WASHINGTON — The chairs on the ballroom stage emptied one by one, left vacant by those who had guessed and walked away disappointed. Rarely has a spelling bee round been this brutal.
Twenty of 36 spellers, including two of the favorites, were wiped out Thursday in the second semifinal round of the Scripps National Spelling Bee. Five more were eliminated in the next round, leaving 11 to compete in the finals Thursday night, when the winner would receive more than $40,000 in cash and prizes.
Gone was four-time participant Josephine Kao of Carmichael, Calif., who tied for 13th last year. She was stumped by “gastaldo” (a representative of a king), putting an “e” where the first “a” should be. Gone was Keiko Bridwell of Duncan, S.C., back for the fourth time after tying for 17th last year, for uttering “thylocine” instead of “thylacine” (a rare dog-like marsupial).
Also eliminated was 11-year-old Veronica Penny of Hamilton, Ontario, who has become known for burying her head in her hands in a look of despair before spelling her words. She held the pose for about 40 seconds before spelling “maquelle” instead of “macle” (a type of crystal) and exited the stage to receive a big hug from her mother.
Even the organizers were starting to fret.
“That was a painful run,” said Carolyn Andrews, who is in charge of selecting the words.
For a long time, the loneliest person in the room was 13-year-old Ramya Auroprem of San Jose, Calif. — sitting in the only occupied chair in her row as the only one of the first 10 competitors in the round to spell her word correctly. She was finally joined in the next round by 13-year-old Serena Laine-Lobsinger of West Palm Beach, Fla., who put her hand over her mouth in disbelief when she spelled “hircocervus” (a legendary half-goat, half-stag).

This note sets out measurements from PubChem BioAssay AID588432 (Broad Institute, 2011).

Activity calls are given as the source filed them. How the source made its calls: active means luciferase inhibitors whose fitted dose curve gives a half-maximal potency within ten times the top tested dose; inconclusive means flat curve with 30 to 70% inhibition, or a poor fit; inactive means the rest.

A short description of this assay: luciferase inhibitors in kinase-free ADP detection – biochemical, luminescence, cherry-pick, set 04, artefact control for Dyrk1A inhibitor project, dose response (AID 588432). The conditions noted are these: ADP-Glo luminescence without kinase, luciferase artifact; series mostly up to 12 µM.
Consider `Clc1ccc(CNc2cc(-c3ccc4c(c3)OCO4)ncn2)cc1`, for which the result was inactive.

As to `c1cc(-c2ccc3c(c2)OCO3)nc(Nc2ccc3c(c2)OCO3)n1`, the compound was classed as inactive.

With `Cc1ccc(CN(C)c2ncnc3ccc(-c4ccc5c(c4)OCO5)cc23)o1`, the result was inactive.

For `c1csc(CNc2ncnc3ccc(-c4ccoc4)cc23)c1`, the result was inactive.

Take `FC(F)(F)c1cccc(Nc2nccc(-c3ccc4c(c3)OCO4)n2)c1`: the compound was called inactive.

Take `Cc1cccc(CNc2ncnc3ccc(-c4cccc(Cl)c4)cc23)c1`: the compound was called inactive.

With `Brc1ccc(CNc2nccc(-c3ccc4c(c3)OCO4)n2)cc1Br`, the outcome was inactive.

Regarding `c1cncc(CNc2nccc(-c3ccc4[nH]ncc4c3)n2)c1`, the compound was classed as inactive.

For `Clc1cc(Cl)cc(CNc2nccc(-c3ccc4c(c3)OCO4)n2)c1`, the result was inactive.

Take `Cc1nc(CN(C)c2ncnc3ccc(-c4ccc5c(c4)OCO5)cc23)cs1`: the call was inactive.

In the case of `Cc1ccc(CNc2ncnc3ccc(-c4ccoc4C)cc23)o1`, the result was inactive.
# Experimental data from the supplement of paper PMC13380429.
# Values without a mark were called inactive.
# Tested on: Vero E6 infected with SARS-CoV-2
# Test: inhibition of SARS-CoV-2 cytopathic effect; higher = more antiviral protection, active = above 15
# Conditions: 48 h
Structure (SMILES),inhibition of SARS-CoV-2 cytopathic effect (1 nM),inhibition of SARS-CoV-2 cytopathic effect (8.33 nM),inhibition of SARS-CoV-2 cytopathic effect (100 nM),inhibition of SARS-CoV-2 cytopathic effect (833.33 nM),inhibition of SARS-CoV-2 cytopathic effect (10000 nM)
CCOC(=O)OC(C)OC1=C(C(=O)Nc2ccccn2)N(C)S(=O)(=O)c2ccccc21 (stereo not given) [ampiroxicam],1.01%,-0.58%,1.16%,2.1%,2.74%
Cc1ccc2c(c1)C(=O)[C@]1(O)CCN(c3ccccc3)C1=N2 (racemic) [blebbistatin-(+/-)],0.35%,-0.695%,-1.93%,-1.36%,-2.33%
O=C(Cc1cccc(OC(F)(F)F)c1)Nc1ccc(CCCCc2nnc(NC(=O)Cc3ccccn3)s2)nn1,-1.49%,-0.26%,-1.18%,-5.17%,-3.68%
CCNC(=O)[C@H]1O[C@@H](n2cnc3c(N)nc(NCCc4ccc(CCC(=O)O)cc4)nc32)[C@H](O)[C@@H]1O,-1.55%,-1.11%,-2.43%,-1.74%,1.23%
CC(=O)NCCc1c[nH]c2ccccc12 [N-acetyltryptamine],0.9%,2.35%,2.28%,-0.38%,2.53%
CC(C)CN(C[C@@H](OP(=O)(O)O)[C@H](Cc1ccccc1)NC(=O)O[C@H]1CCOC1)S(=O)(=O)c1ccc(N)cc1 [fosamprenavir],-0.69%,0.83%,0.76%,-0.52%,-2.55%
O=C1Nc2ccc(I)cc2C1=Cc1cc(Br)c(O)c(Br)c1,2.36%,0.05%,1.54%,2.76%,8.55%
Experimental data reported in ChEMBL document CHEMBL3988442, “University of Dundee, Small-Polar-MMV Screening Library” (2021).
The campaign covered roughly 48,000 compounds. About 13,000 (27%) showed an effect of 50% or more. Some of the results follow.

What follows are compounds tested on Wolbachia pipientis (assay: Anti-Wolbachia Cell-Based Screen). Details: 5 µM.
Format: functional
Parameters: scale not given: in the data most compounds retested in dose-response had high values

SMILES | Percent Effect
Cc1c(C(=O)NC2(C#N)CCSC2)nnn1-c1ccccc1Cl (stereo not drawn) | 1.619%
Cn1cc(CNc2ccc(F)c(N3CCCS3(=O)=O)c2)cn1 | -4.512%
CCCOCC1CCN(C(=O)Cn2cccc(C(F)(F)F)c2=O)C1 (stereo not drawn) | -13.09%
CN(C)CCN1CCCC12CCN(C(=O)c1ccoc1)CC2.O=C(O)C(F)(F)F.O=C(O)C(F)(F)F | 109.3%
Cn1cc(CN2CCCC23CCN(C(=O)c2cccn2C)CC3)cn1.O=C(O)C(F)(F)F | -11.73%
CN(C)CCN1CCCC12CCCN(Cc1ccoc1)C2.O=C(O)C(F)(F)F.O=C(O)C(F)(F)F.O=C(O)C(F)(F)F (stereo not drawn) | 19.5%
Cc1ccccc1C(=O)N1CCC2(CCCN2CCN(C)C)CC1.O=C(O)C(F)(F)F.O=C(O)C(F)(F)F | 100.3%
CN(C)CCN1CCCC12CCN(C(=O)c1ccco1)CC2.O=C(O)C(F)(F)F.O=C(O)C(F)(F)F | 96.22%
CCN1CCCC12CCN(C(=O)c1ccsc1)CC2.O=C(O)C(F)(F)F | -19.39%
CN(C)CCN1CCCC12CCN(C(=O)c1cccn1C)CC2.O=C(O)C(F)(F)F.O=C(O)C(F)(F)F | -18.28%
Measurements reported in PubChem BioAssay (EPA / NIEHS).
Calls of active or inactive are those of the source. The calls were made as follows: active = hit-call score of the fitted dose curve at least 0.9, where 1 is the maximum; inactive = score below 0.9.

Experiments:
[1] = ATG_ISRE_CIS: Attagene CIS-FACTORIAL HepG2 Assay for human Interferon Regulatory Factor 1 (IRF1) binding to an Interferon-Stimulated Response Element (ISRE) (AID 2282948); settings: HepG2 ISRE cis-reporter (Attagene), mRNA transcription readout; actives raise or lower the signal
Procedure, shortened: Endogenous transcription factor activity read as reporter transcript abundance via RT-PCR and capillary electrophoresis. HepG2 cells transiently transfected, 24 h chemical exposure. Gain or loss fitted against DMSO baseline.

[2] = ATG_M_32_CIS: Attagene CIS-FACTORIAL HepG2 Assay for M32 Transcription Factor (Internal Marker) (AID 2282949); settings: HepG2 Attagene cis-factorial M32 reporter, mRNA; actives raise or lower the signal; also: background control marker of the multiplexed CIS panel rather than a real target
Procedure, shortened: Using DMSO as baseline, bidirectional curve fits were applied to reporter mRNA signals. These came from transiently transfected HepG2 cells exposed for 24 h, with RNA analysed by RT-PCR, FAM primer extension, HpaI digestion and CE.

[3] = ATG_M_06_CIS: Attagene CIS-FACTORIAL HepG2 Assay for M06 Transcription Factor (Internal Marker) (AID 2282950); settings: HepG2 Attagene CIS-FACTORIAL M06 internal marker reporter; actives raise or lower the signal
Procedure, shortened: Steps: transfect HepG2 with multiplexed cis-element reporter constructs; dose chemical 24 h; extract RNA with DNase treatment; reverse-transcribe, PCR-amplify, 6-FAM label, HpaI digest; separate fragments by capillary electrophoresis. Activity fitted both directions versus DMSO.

How nerve-racking was the round? Thirteen-year-old Neetu Chandak of Seneca Falls, N.Y., started spelling “perciatelli,” a type of pasta, when she suddenly stopped.
“I’d like to start again,” she said. “What was the word?”
Nevertheless, she spelled it correctly, letting out a big “yes” as she pumped her arms.
“I was getting real dizzy,” Neetu said. “I didn’t want to mess up when I’m getting real close to the finals.”
Ramya, Serena and Neetu all advanced to the finals, as did two returning favorites. Kavya Shivashankar of Olathe, Kan., who finished in the top 10 each of the last three years, nailed “ergasia,” ”kurta” and “escritoire.” Last year’s runner-up, Sidharth Chand of Bloomfield Hills, Mich., was his usual all-business self in his white shirt, blue sweater and tie as he spelled “sobornost,” ”machtpolitik” and “unakite.”
The day began with 41 semifinalists, survivors of the preliminary rounds that included a record 293 participants. Only five were eliminated in the first semifinal round, when words like “strontium” and “parabulia” didn’t stump anyone.
The bee’s popularity has made it an annual ratings winner for ESPN and ABC, but the extra limelight serves to compound the jitters in an already tension-packed ballroom. Another of the Canadian spellers — Claudine Broussard of Port Hawkesbury, Nova Scotia — was just about to approach the microphone when officials called for a two-minute commercial break. She, and the entire room, let out a huge nervous exhalation.
Helping to break the tension were the funnier-than-usual examples read by pronouncer Jacques Bailly. Asked by 11-year-old Nicholas Rushlow of Pickerington, Ohio, to use “noisette” (a type of food) in a sentence, Bailly replied: “Gail couldn’t keep her eyes off the piece of noisette in her date’s teeth.”
The next time Nicholas spelled, he was given this gem, used to explain the word “hebdomadally” (an adverb meaning once a week):
“Stacy told Alex that his dating prospects would improve greatly if he started bathing more than just hebdomadally.”
The humor didn’t help this time. Nicholas misspelled the word.